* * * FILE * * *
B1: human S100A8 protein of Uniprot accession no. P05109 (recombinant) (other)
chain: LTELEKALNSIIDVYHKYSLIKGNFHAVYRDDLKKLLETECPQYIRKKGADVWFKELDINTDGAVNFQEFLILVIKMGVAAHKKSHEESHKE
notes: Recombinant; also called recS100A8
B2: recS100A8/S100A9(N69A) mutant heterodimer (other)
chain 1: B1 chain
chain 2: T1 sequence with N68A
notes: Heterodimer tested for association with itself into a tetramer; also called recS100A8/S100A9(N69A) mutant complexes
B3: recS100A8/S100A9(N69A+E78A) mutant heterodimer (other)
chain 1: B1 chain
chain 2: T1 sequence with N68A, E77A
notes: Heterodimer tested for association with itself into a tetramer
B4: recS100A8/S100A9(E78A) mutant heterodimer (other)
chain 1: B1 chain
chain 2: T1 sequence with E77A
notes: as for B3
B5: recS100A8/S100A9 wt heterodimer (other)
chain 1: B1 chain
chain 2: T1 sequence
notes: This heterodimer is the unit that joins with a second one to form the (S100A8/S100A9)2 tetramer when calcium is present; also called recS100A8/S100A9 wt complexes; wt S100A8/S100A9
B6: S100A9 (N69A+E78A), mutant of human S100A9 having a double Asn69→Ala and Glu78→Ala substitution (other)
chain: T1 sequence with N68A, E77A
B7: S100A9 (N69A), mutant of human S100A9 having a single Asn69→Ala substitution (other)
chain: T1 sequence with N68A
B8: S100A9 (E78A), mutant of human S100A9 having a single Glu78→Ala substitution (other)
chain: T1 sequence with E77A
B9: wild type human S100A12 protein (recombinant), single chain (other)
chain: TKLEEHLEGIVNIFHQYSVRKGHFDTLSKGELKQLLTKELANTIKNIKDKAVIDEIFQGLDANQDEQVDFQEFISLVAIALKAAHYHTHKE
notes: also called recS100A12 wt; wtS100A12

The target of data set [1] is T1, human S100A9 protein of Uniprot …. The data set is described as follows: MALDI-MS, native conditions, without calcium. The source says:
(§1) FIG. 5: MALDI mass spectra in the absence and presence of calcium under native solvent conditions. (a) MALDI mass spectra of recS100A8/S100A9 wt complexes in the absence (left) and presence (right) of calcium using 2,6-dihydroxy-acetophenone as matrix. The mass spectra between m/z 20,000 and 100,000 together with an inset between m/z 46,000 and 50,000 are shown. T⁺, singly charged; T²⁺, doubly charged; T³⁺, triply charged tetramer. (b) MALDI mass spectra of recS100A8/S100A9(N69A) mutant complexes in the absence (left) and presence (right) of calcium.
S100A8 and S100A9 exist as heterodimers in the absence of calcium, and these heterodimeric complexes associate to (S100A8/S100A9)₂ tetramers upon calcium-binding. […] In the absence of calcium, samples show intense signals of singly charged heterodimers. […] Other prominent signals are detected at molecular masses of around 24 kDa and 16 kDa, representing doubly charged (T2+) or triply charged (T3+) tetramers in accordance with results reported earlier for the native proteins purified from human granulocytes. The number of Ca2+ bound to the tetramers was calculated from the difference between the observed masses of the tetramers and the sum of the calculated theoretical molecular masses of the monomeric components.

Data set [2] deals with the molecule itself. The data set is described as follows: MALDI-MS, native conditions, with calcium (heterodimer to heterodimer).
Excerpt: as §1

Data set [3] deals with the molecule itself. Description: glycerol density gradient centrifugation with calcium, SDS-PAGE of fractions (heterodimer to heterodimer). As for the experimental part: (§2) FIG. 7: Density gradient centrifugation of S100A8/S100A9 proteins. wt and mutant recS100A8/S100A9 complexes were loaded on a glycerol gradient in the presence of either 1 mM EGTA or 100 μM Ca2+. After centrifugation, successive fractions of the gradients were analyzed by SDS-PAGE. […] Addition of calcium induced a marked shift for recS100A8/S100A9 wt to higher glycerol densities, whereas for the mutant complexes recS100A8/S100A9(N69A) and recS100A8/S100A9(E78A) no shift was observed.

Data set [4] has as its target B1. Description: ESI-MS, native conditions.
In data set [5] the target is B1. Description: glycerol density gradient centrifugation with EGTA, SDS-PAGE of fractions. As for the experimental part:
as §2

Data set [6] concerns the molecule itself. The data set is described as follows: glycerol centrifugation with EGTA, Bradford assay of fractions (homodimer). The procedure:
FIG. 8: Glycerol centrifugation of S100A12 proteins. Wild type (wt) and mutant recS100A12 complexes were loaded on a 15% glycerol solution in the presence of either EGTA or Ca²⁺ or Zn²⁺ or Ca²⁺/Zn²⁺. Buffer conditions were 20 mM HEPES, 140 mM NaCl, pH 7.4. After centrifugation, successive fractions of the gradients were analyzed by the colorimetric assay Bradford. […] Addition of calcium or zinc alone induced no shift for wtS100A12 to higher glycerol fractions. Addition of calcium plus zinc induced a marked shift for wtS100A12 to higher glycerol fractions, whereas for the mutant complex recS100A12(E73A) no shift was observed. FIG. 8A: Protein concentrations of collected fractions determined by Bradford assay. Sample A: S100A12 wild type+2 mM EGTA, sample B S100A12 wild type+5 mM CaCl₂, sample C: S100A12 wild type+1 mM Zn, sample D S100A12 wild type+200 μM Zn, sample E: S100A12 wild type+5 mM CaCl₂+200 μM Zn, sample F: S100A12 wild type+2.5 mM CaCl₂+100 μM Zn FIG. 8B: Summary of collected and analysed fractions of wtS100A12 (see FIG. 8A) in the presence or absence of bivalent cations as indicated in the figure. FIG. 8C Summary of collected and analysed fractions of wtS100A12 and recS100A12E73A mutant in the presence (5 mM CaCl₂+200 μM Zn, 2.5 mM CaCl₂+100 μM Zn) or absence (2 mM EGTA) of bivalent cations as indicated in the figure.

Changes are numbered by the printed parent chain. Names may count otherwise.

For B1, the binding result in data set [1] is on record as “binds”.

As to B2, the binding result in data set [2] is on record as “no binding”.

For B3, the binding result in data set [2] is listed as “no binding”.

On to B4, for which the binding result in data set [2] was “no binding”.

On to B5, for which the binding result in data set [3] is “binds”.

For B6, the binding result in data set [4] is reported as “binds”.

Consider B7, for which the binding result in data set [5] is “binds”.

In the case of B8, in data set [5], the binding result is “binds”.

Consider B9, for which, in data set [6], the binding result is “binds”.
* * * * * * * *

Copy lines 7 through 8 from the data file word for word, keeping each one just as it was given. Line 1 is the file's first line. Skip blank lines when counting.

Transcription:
notes: Heterodimer tested for association with itself into a tetramer; also called recS100A8/S100A9(N69A) mutant complexes
B3: recS100A8/S100A9(N69A+E78A) mutant heterodimer (other)